Task-oriented leadership is a style in which the leader is focused on the tasks that need to be performed in order to meet a certain production goal. Task-oriented leaders are generally more concerned with producing a step-by-step solution for given problem or goal, strictly making sure these deadlines are met, results and reaching target outcomes.
Relationship-oriented leadership is a contrasting style in which the leader is more focused on the relationships amongst the group and is generally more concerned with the overall well-being and satisfaction of group members. Relationship-oriented leaders emphasize communication within the group, show trust and confidence in group members, and show appreciation for work done.
Task-oriented leaders are typically less concerned with the idea of catering to group members, and more concerned with acquiring a certain solution to meet a production goal. For this reason, they typically are able to make sure that deadlines are met, yet their group members' well-being may suffer. Relationship-oriented leaders are focused on developing the team and the relationships in it. The positives to having this kind of environment are that team members are more motivated and have support. However, the emphasis on relations as opposed to getting a job done might make productivity suffer.
Leadership differences affected by sex
When your small business grows, you will need leaders other than yourself. You can look among your current employees for anyone who displays leadership qualities. These are emergent leaders. You can search among job seekers for people to hire for leadership positions. These are assigned leaders. These two types of leaders can have different styles and different effects on your employees.
Assigned leaders derive their authority from their positions in the company hierarchy. The titles you give them carry weight with the employees they lead and you expect employees to show respect for the position. Eventually, however, employees must come to respect the person. The assigned leader must demonstrate wisdom, problem-solving skills and the ability to motivate employees in order to maintain a position of leadership and justify the assignment.
When an employee begins taking on tasks voluntarily, helping others complete their tasks better and encouraging consensus among coworkers, this person is an emergent leader. This type of leadership is distinguished by the leader proving herself before being formally given a leadership title. Emergent leaders offer you the advantage of knowing in advance of a promotion that the person can handle the job. This type of leadership can also garner the leader respect among employees who know that the leader has shown the ability to work hard. Employees may expect emergent leadership to demonstrate more empathy for the worker than assigned leadership.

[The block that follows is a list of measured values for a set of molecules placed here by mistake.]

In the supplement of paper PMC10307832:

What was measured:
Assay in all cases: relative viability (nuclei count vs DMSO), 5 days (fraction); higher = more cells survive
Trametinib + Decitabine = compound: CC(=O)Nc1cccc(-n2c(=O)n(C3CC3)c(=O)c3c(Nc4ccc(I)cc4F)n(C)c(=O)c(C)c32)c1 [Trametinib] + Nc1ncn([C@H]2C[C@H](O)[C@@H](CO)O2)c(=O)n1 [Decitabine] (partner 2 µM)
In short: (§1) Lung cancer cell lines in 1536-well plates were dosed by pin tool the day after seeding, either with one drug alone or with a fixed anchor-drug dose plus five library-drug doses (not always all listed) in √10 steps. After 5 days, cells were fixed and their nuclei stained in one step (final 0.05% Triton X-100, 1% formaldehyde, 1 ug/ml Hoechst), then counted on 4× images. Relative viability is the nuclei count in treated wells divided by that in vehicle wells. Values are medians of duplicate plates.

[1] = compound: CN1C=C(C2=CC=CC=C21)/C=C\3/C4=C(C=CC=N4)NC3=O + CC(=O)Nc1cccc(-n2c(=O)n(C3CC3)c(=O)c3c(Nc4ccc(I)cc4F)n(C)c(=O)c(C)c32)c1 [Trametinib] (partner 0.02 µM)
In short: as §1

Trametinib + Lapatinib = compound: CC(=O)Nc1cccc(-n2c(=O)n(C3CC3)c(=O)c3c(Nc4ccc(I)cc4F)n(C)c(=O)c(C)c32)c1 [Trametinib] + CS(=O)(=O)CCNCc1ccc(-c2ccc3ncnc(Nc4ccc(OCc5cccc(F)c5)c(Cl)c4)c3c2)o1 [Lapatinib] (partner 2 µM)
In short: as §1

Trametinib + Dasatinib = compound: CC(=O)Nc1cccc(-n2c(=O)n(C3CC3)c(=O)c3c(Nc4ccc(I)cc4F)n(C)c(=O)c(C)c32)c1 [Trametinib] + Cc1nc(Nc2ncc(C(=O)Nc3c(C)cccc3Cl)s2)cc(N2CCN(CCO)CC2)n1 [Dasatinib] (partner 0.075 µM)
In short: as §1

Perception vs. Reality
Employees may perceive that assigned leaders are educated, intelligent and wise, even if they are not. This is because workers assume that you as the owner performed some kind of screening process and found the best person for the job. This kind of automatic authority has its pitfalls. If your assigned leader has areas in which he is incompetent, employees can begin to resent having to follow such a person. Similarly, an emergent leader may cause resentment if she has to make decisions that help the company instead of employees. For example, an emergent leader may come out against employee raises based on a review of company finances. Employees can feel betrayed by an emergent leader, even though the reality is the leader may be making wise decisions.
Two Leaders in Conflict
On occasion, you may have an assigned leader in a department when the actual leader is an employee under that person. The emergent leader may have the ability to encourage cooperation and consensus in a way that the assigned leader does not. The problem can become counterproductive if the emergent leader defies the assigned leader when they have different approaches or solutions to problems. At that point, you may have to reassign one or both people.
About the Author
Kevin Johnston writes for Ameriprise Financial, the Rutgers University MBA Program and Evan Carmichael. He has written about business, marketing, finance, sales and investing for publications such as "The New York Daily News," "Business Age" and "Nation's Business." He is an instructional designer with credits for companies such as ADP, Standard and Poor's and Bank of America.